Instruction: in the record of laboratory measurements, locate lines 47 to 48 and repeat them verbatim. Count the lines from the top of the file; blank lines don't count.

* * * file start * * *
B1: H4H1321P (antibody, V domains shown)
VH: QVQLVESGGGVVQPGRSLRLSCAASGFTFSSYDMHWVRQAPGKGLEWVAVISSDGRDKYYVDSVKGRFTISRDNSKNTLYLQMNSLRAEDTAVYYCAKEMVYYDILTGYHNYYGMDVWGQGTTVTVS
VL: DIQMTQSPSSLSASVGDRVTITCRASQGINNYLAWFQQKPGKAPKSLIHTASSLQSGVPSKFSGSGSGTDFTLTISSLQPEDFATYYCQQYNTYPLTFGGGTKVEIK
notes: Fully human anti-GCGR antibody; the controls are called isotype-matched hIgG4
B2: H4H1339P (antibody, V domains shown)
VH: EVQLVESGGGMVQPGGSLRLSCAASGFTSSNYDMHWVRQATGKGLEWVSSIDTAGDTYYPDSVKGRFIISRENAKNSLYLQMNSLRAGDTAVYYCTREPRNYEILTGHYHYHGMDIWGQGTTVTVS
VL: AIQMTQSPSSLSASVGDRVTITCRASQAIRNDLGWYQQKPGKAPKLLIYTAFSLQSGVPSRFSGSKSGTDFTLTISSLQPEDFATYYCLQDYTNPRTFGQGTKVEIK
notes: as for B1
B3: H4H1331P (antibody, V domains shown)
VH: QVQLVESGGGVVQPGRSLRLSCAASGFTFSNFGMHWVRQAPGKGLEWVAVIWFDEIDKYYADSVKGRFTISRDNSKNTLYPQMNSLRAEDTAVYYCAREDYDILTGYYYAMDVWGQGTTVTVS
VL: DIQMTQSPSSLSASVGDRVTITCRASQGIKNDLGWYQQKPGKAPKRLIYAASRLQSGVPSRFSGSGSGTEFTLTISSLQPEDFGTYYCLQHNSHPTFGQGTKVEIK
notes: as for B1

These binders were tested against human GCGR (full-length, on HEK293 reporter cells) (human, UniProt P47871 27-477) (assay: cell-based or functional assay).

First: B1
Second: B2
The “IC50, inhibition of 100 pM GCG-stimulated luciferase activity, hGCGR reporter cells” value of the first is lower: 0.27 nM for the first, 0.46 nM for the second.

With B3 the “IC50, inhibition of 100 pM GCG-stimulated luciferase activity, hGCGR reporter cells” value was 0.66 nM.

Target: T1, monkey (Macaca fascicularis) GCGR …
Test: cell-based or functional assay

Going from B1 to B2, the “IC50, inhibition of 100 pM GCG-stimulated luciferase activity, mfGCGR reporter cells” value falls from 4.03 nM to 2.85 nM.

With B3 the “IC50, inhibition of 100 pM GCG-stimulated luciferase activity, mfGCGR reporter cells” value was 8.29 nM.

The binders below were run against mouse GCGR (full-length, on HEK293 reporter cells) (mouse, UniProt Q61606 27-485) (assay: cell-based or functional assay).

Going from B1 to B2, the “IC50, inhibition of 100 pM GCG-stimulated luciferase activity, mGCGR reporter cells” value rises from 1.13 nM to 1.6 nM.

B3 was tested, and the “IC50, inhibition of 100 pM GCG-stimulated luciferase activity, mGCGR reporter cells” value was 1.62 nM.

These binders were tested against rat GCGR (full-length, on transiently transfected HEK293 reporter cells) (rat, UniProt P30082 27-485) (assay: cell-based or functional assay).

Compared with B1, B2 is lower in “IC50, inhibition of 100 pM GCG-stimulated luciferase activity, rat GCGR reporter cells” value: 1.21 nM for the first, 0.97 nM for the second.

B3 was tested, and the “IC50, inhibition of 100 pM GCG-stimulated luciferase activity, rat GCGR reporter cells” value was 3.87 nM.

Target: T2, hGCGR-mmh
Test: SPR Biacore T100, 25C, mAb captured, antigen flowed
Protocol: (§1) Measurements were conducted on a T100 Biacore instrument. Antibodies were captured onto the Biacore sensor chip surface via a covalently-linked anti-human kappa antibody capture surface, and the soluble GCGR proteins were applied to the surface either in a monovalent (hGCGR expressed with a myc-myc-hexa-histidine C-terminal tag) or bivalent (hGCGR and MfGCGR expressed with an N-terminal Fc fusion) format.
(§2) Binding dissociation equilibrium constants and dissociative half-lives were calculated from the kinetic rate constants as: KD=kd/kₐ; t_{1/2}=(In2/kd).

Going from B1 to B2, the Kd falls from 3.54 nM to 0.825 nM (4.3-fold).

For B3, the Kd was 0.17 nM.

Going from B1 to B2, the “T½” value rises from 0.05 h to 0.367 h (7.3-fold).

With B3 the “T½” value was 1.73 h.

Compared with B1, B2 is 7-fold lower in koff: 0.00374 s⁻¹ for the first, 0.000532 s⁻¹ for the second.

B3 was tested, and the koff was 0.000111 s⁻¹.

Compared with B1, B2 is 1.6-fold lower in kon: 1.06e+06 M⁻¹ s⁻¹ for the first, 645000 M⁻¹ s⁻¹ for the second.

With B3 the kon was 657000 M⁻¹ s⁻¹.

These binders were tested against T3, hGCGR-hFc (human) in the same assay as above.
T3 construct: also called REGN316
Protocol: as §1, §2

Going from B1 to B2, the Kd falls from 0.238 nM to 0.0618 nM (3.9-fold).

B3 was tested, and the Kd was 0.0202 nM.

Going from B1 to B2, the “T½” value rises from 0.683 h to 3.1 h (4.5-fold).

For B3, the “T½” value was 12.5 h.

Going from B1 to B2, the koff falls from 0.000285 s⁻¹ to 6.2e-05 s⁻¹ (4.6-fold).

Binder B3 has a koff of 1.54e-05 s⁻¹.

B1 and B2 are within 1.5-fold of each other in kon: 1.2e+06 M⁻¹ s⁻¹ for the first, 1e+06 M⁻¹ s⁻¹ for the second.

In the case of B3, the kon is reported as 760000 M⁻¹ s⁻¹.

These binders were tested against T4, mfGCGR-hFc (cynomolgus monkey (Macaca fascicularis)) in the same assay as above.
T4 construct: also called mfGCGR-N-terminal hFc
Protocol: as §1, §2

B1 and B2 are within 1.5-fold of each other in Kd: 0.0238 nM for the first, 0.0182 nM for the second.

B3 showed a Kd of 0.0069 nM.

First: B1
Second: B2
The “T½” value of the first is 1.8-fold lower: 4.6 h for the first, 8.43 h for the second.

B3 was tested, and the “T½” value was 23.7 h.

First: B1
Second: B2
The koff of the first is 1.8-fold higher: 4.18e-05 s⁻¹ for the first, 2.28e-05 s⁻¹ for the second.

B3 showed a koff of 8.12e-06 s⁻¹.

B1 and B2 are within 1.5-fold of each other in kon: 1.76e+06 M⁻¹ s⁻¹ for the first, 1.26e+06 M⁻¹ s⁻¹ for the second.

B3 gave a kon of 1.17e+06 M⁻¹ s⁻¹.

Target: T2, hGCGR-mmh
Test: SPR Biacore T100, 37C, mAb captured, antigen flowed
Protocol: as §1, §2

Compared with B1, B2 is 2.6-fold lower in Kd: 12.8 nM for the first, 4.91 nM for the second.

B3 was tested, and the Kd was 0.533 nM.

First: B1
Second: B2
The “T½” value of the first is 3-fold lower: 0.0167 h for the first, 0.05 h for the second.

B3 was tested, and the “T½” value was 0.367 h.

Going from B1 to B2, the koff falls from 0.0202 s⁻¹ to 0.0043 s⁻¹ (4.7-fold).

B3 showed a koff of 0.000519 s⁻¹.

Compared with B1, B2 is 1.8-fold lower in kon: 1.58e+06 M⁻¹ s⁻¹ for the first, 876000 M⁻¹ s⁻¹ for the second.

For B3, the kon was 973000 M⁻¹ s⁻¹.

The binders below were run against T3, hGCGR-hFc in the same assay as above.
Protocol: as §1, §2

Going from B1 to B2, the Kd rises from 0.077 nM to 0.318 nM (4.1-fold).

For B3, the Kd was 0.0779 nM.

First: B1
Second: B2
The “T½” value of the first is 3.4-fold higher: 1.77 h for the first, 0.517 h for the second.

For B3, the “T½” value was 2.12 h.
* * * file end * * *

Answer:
Going from B1 to B2, the koff falls from 0.000285 s⁻¹ to 6.2e-05 s⁻¹ (4.6-fold).

Binder B3 has a koff of 1.54e-05 s⁻¹.